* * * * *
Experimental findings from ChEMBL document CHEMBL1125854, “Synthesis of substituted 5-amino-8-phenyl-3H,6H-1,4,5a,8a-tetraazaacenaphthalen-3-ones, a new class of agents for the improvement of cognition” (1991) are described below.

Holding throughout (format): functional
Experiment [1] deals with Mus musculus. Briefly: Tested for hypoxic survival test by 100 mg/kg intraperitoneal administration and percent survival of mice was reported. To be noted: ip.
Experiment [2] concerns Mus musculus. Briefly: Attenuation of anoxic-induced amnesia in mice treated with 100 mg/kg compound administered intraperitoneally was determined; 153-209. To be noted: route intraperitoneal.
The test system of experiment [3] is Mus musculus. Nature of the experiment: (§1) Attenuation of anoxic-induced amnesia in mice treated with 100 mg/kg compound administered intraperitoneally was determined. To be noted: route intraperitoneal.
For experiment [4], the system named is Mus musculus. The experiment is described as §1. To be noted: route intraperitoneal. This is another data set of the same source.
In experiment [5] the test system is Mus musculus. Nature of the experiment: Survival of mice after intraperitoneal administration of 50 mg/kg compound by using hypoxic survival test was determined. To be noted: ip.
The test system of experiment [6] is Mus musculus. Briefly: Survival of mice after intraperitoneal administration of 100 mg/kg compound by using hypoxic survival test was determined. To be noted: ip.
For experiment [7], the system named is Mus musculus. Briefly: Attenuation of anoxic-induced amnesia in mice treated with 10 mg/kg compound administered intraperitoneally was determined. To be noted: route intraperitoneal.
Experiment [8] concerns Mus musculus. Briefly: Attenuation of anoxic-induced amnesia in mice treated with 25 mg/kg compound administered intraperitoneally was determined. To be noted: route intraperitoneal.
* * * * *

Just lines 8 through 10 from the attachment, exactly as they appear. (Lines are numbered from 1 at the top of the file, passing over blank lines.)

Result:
The test system of experiment [6] is Mus musculus. Briefly: Survival of mice after intraperitoneal administration of 100 mg/kg compound by using hypoxic survival test was determined. To be noted: ip.
For experiment [7], the system named is Mus musculus. Briefly: Attenuation of anoxic-induced amnesia in mice treated with 10 mg/kg compound administered intraperitoneally was determined. To be noted: route intraperitoneal.
Experiment [8] concerns Mus musculus. Briefly: Attenuation of anoxic-induced amnesia in mice treated with 25 mg/kg compound administered intraperitoneally was determined. To be noted: route intraperitoneal.